Tag Archives: Croatia

Ha… Catalonia is finally getting the West to rethink what it did to YUGOSLAVIA!

10 Oct

Sapnish flag demonstrationProtesters hold a giant Spanish flag during a demonstration to support the unity of Spain on 8 October in Barcelona. Photograph: Lluis Gene/AFP/Getty Images

The Guardian has an interesting take on things in Spain: A dangerous time for Catalonia, Spain and the rest of Europe that is original in that it brings together commentators from different parts of Europe who each have their own particular p.o.v. on what’s going on in terms of secession and identity politics.  They’re each interesting in their way — though I expected Gerry Adams to have something more compelling to say and sort of can’t tell if he’s being ironic (David Cameron?).  The most important one for me, though, is the comment on Kosovo (though it also angers you because it took so long for someone to say this):

“Since Nato illegally bombed Serbia in 1999 to wrest control of Kosovo from the Balkan nation, we have witnessed a significant increase in the number of secessionist efforts around the world as borders have unravelled in Ukraine and elsewhere (Catalan president vows to press on with independence, 5 October). Western leaders should be ashamed at having encouraged the hopes of terrorists worldwide that borders can be changed and national sovereignty and international laws are meaningless if they can get Nato to support their cause. Get ready for a lot more trouble ahead.”

Dr Michael Pravica
Henderson, Nevada, USA

1280px-Flag_of_Kosovo.svg

Comment: nikobakos@gmail.com

From Politico: “Brussels says Catalan referendum was ‘not legal’” — thank God

2 Oct

I was getting this knot in my stomach that this was going the way of Yugoslavia, but maybe Europe (or the Germans, at least, who are the most responsible for the Yugoslav disaster, but are still so focused on the other little misdemeanors in their history that they haven’t yet begun to face their complicity in the Balkans) has learned something.

SPAIN-EU-VOTE-CIUA boy holding a European flag waits for the start of the Catalan Convergence and Unity party (CiU) rally marking the last day of the European Parliament elections campaign in Barcelona on May 23, 2014 | Josep Lago/AFP via Getty Images

Brussels says Catalan referendum was ‘not legal’

The EU repeats its position that Catalan independence is ‘an internal matter.’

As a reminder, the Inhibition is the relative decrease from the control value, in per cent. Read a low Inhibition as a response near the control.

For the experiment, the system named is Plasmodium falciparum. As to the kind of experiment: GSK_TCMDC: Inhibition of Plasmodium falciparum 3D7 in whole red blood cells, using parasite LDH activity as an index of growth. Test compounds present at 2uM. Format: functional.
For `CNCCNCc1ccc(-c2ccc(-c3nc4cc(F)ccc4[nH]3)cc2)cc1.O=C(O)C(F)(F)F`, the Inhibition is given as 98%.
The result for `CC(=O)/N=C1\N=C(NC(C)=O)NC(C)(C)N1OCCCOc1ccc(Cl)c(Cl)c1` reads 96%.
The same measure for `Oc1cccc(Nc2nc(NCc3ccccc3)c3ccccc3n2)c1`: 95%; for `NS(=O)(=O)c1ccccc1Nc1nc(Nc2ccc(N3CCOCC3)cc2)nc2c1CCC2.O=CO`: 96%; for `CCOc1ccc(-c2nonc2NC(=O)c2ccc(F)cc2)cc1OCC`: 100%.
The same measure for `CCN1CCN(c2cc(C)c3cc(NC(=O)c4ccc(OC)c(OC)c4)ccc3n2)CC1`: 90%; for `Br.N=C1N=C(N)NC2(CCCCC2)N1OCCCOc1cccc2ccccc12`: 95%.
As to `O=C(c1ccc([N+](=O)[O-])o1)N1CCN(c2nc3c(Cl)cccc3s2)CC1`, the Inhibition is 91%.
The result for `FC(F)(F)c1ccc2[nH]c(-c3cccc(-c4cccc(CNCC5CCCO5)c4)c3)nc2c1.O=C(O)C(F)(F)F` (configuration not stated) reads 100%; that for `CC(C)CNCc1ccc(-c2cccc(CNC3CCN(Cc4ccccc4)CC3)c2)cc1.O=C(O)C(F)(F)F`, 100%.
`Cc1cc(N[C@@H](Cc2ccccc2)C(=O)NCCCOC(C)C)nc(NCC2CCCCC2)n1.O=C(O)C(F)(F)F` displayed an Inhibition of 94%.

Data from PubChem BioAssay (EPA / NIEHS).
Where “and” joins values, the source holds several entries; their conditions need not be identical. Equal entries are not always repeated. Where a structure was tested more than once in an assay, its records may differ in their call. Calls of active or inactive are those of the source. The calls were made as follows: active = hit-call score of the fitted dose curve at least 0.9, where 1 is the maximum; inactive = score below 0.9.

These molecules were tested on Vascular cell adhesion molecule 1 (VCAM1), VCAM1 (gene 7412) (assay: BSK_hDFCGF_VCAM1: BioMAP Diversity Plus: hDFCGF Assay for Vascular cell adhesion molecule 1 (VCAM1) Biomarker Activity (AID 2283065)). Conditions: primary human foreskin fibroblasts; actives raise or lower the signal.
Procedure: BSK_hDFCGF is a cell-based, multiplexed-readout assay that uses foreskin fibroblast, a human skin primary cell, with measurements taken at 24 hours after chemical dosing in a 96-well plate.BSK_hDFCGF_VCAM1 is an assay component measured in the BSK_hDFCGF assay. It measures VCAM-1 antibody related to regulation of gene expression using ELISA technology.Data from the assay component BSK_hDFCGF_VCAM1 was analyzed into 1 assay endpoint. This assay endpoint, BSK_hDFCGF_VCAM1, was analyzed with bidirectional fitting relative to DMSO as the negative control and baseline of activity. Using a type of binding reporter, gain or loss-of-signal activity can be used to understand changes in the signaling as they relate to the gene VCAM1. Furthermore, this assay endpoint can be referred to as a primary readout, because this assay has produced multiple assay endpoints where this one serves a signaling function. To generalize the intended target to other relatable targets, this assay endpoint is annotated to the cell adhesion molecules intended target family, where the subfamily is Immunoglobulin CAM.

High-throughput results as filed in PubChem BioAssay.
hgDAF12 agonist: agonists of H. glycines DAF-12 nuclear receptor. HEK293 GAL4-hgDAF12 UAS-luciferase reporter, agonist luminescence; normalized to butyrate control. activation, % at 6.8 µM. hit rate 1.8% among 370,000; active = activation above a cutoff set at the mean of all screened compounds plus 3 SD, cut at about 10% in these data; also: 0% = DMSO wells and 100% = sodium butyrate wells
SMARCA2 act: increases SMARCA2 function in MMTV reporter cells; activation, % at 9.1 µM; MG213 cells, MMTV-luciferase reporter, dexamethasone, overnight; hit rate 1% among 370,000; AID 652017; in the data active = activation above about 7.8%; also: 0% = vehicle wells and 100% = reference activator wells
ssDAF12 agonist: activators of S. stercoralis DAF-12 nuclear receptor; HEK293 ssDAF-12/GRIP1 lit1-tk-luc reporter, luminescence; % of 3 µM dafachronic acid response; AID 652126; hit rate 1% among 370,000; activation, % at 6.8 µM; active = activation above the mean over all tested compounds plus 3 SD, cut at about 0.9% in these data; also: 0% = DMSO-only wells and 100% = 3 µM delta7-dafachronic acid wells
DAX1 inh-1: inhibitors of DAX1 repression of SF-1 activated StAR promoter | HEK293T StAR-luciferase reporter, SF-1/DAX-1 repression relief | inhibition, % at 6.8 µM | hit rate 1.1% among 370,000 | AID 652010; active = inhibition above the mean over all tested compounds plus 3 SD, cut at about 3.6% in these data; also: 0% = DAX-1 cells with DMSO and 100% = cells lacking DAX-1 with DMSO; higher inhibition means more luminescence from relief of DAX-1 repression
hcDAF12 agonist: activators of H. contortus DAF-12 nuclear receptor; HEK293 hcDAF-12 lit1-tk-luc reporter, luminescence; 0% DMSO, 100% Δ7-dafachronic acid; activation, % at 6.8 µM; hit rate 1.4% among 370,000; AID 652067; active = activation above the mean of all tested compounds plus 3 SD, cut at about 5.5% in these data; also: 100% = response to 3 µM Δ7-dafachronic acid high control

Sunday’s Catalan independence referendum was “not legal,” European Commission chief spokesman Margaritis Schinas said Monday.

Schinas also repeated the EU’s line that if Catalonia does become independent, it will be “outside the European Union.”

Catalan regional President Carles Puigdemont appealed directly to the EU last night after the results of the disputed referendum, which were overwhelmingly in favor of independence. Puigdemont said the EU “can no longer continue looking the other way.” But Schinas stuck to the Commission’s line on the dispute, repeating that it was “an internal matter.”

The spokesman batted away criticism that the Commission responded to the issue too late, saying: “We react at the time when all the elements of the event are in place.”

Schinas also said that Spanish Prime Minister Mariano Rajoy is scheduled to speak with Commission President Jean-Claude Juncker on the phone later today.

Referring to the more than 800 civilians injured on Sunday, Schinas said “violence can never be an instrument in politics,” without attributing responsibility.

He also called on “all relevant players to now move very swiftly from confrontation to dialogue.”

Asked if the police actions were proportionate, Schinas declined to answer, repeating the line that “violence can never be an instrument of politics.”

 

Repost: Catalonia: “Nationalism effaces the individual…”

1 Oct

…fuels imaginary grievances and rejects solidarity. It divides and discriminates. And it defies the essence of democracy: respect for diversity. Complex identities are a key feature of modern society. [my emphasis] Spain is no exception.”

A brilliant op-ed piece from the Times today by Mario Vargas LLosa, among others, that exposes all the petty narcissism and destructiveness of the orgy of separatist movements that Europe has seen come to the fore in the past few decades: A Threat to Spanish Democracy .”

Catalunya+Prov+EnglishOther money quotes:

“In their attempt to undermine the workings of the constitutional government, Catalan separatists have displayed a remarkable indifference to historical truth. Catalonia was never an independent state. It was never subjected to conquest. And it is not the victim of an authoritarian regime. As a part of the crown of Aragon and later in its own right, Catalonia contributed decisively to making Spain what it has been for over three centuries: an impressive attempt to reconcile unity and diversity — a pioneering effort to integrate different cultures, languages and traditions into a single viable political community.

“Compared with the crises occasioned by the collapse of dictatorships in many European states, Spain’s transition to democracy, following the 1975 death of Francisco Franco, was exemplary, resulting in a democratic constitution granting broad powers to Spain’s autonomous regions. Yet Catalan separatists have glossed over the positive aspects of the transition.”

and: